As in other areas, Judaism is found in the Western world. Minority groups, and Jews in particular, often had to contend with discrimination and persecution. This could include being subjected to violence and/or destruction of property (this may be referred to as a pogrom) as well as being expelled or banned from various polities, hoping to find havens in other places.
Religion has waned considerably in Europe, where many are today irreligious, agnostic or atheist and they make up about 18% of the European population. In terms of irreligion, over half of the populations of the Czech Republic (79% of the population was agnostic, atheist or irreligious), the United Kingdom (~25%), Germany (25-33%), France (30–35%) and the Netherlands (39–44%) are agnostic, atheist, or otherwise non-religious.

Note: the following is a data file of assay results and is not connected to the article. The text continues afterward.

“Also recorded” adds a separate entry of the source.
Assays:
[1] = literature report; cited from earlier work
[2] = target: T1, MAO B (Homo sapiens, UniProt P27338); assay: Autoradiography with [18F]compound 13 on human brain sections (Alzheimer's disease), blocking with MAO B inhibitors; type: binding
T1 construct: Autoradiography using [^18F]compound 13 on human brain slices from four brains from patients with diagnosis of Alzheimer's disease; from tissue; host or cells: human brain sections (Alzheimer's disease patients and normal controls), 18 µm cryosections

However, per another survey by Pew Research Center from 2011, Christianity remains the dominant religion in the Western world where 70–84% are Christians, According to this survey, 76% of Europeans described themselves as Christians, and about 86% of the Americas population identified themselves as Christians, (90% in Latin America and 77% in North America). And 73% in Oceania are self-identify as Christian, and 76% in South Africa is Christian.
According to new polls about religiosity in the European Union in 2012 by Eurobarometer, Christianity is the largest religion in the European Union, accounting for 72% of the EU population. Catholics are the largest Christian group, accounting for 48% of the EU population, while Protestants make up 12%, Eastern Orthodox make up 8% and other Christians make up 4%. Non believer/Agnostic account 16%, Atheist account's 7%, and Muslim 2%.